Speaking Truth, Beautifully, to Shattered Young People with Poetry #JACBA Newsletter

Special Announcement

April 30th: Video announcement and press release made public
Watch this space for a special announcement regarding the announcement of this year’s Jane Addams Children’s Book Award Winners and Honorees!


Speaking Truth, Beautifully, to Shattered Young People

Naomi Shihab Nye reminds our “obsessively tuned in” culture of the magic, power and necessity of “quiet inspiration.” She reminds us that the more “connected” we’ve become, the more disconnected we actually are: “With so much vying for our attention,” she asks, “how do we listen better?”

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Habibi by Naomi Shihab Nye 1998 Awardee

Sitti’s Secrets by Naomi Shihab Nye, illustrated by Nancy Carpenter 1995 Awardee


April 2018 Horn Book Herald: Spring News: Five questions for Margarita Engle

Most of the poetry written for young readers is straightforward and easy to understand, but it’s meant to be experienced, not dissected. Instead of asking yourself, “What did the poet mean?” ask, “How does this poem make me feel?”

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Silver People: Voices from the Panama Canal by Margarita Engle 2015 Awardee

The Surrender Tree: Poems of Cuba’s Struggle for Freedom by Margarita Engle 2009 Awardee


Q & A with Jewell Parker Rhodes

In her latest novel for middle-grade readers, Ghost Boys, Jewell Parker Rhodes blends history with current events and historical characters with fictional ones to weave a tale of an African-American boy whose life is cut short by a white policeman’s bullet. We spoke with Rhodes about her personal experiences of racism in America, why Emmett Till, an African-American teenager lynched in Mississippi in 1955, plays a major role in a story set in contemporary Chicago, and how writing this novel was painful, but also cathartic for her. Ghost Boys is Indiebound’s #1 Kids Indie Next pick this spring.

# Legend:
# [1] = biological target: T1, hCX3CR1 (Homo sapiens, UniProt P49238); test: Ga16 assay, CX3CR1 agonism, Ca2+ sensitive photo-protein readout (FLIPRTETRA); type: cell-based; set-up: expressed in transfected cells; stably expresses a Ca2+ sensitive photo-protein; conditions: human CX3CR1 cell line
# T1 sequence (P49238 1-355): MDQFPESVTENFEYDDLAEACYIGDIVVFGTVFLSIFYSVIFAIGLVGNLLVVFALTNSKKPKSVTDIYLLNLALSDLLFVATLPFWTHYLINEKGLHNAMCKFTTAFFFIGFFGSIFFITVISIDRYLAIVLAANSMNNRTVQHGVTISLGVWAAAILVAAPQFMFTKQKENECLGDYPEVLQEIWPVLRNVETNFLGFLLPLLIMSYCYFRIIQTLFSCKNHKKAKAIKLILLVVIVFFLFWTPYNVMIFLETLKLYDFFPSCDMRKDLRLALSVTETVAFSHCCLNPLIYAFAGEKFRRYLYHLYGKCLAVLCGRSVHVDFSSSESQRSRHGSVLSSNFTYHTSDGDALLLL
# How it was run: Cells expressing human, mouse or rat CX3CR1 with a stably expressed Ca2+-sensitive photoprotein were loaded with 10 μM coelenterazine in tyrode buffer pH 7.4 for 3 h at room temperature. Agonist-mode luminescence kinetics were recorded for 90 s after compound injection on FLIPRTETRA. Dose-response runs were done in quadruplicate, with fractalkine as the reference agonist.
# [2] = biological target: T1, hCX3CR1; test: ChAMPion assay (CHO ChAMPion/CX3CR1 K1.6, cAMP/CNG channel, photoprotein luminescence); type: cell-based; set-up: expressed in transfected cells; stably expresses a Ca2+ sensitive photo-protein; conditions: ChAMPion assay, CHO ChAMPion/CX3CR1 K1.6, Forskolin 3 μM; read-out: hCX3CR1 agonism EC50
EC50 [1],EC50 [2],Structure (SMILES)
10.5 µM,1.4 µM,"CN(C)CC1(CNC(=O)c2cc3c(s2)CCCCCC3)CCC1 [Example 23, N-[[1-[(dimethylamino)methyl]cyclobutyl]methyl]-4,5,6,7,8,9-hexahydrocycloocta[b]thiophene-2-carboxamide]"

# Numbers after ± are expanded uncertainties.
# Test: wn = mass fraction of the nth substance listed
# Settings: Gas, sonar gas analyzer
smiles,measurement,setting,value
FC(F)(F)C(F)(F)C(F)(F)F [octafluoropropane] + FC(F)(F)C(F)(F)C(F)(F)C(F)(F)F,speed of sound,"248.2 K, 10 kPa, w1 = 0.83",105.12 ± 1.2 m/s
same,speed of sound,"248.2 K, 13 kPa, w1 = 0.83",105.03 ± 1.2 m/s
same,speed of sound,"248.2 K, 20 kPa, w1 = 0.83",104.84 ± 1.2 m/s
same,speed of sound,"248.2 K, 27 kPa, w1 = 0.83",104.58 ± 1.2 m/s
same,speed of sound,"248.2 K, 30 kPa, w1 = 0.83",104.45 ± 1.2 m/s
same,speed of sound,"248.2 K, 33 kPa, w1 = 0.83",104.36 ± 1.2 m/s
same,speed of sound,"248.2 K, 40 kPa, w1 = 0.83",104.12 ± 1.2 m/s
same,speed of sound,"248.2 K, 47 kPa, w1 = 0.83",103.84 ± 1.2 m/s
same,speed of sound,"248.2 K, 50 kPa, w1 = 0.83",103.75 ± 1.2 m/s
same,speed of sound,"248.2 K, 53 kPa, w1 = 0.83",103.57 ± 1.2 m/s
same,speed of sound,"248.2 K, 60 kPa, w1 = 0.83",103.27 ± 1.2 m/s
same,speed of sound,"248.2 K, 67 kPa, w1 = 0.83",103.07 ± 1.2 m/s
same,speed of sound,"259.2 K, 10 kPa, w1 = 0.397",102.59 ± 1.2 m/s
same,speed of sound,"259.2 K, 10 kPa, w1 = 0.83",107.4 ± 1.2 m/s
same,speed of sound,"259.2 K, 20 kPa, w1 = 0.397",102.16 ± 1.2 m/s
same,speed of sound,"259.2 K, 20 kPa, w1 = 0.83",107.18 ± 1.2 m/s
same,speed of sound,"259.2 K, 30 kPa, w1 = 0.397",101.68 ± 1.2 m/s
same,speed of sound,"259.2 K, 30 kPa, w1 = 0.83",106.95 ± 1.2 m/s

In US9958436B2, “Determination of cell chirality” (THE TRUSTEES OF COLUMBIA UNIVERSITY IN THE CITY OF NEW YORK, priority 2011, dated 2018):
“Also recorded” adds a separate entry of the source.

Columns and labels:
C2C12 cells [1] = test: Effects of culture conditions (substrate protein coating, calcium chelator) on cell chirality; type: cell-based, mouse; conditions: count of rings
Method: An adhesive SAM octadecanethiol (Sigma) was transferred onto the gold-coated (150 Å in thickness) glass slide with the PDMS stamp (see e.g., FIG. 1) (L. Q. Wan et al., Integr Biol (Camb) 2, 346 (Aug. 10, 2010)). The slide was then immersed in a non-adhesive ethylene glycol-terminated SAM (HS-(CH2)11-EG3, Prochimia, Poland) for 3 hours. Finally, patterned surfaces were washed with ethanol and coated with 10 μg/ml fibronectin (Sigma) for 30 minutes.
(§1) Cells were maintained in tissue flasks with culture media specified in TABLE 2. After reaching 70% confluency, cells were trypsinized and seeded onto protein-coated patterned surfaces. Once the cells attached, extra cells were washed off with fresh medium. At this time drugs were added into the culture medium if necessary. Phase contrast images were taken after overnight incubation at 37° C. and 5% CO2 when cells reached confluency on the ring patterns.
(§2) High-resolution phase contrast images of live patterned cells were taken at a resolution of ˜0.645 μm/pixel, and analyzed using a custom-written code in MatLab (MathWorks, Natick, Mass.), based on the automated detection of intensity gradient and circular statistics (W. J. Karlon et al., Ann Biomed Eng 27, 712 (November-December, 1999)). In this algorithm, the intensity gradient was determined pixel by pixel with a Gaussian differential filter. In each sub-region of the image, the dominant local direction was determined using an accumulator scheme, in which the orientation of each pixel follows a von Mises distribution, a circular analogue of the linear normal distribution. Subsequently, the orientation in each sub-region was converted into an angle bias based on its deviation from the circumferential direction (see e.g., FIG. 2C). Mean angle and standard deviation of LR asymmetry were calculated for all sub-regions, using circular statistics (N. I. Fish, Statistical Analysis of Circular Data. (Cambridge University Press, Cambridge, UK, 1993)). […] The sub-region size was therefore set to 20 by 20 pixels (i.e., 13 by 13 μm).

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Sugar by Jewell Parker Rhodes 2014 Awardee

The Ninth Ward by Jewell Parker Rhodes 2011 Awardee


Books about Dr. Martin Luther King Jr.

50 years after King assassination: Two books for young readers

On the 50th anniversary of the assassination of Dr. Martin Luther King Jr. comes this stunning poetic tribute to the martyred civil rights leader, focusing on the final weeks of his life as he heeded the call to come to the assistance of striking black sanitation workers in Memphis, Tenn., where he delivered his hauntingly prophetic “I’ve Been to the Mountaintop” speech.

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11 Children’s Books That Honor Martin Luther King Jr.’s Legacy

To keep his legacy alive, children’s book authors have turned his call for equality and his message of peaceful protest into helpful history lessons. With these books, kids can learn about King’s relatives and their activism, his unforgettable “I Have a Dream” speech, and his continuing impact.

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16 Children’s Books About Martin Luther King Jr.

Because why wouldn’t we give our children as many resources as possible to learn about one of the most prolific people in our history? I can’t see a reason not to and it’s not just because I am a bibliophile. It’s because on the anniversary of Dr. King’s death – and every day – it’s the smallest of ways to say thank you.

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Heart and Soul: The Story of America and African Americans written and illustrated by Kadir Nelson 2012 Awardee